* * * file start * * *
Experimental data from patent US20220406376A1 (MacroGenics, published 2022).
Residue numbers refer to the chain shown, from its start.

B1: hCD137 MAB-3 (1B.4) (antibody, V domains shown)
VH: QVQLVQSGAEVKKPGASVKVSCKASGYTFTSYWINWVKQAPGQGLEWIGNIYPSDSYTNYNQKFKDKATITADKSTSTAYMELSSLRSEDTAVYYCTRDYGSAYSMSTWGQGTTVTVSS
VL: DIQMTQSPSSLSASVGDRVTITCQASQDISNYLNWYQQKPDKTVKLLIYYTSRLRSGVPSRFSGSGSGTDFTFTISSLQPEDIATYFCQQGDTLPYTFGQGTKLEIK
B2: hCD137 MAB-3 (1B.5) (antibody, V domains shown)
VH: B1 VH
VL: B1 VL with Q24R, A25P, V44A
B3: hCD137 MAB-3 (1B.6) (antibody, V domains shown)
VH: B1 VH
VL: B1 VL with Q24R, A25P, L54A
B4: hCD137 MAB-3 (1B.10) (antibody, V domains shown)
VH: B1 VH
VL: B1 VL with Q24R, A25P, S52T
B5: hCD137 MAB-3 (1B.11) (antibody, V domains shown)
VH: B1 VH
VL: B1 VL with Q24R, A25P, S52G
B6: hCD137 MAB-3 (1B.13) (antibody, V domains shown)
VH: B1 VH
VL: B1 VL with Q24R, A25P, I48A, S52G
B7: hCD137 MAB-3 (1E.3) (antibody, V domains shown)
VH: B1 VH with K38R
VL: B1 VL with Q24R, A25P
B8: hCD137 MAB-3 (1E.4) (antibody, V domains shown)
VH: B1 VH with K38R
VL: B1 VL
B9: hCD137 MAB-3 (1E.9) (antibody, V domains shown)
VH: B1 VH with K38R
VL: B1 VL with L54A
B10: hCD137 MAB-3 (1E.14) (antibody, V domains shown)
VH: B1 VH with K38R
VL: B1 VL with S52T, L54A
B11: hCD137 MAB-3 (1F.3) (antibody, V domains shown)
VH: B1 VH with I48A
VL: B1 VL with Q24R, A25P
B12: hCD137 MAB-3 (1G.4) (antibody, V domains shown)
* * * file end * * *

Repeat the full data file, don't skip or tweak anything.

Experimental data from patent US20220406376A1 (MacroGenics, published 2022).
Residue numbers refer to the chain shown, from its start.

B1: hCD137 MAB-3 (1B.4) (antibody, V domains shown)
VH: QVQLVQSGAEVKKPGASVKVSCKASGYTFTSYWINWVKQAPGQGLEWIGNIYPSDSYTNYNQKFKDKATITADKSTSTAYMELSSLRSEDTAVYYCTRDYGSAYSMSTWGQGTTVTVSS
VL: DIQMTQSPSSLSASVGDRVTITCQASQDISNYLNWYQQKPDKTVKLLIYYTSRLRSGVPSRFSGSGSGTDFTFTISSLQPEDIATYFCQQGDTLPYTFGQGTKLEIK
B2: hCD137 MAB-3 (1B.5) (antibody, V domains shown)
VH: B1 VH
VL: B1 VL with Q24R, A25P, V44A
B3: hCD137 MAB-3 (1B.6) (antibody, V domains shown)
VH: B1 VH
VL: B1 VL with Q24R, A25P, L54A
B4: hCD137 MAB-3 (1B.10) (antibody, V domains shown)
VH: B1 VH
VL: B1 VL with Q24R, A25P, S52T
B5: hCD137 MAB-3 (1B.11) (antibody, V domains shown)
VH: B1 VH
VL: B1 VL with Q24R, A25P, S52G
B6: hCD137 MAB-3 (1B.13) (antibody, V domains shown)
VH: B1 VH
VL: B1 VL with Q24R, A25P, I48A, S52G
B7: hCD137 MAB-3 (1E.3) (antibody, V domains shown)
VH: B1 VH with K38R
VL: B1 VL with Q24R, A25P
B8: hCD137 MAB-3 (1E.4) (antibody, V domains shown)
VH: B1 VH with K38R
VL: B1 VL
B9: hCD137 MAB-3 (1E.9) (antibody, V domains shown)
VH: B1 VH with K38R
VL: B1 VL with L54A
B10: hCD137 MAB-3 (1E.14) (antibody, V domains shown)
VH: B1 VH with K38R
VL: B1 VL with S52T, L54A
B11: hCD137 MAB-3 (1F.3) (antibody, V domains shown)
VH: B1 VH with I48A
VL: B1 VL with Q24R, A25P
B12: hCD137 MAB-3 (1G.4) (antibody, V domains shown)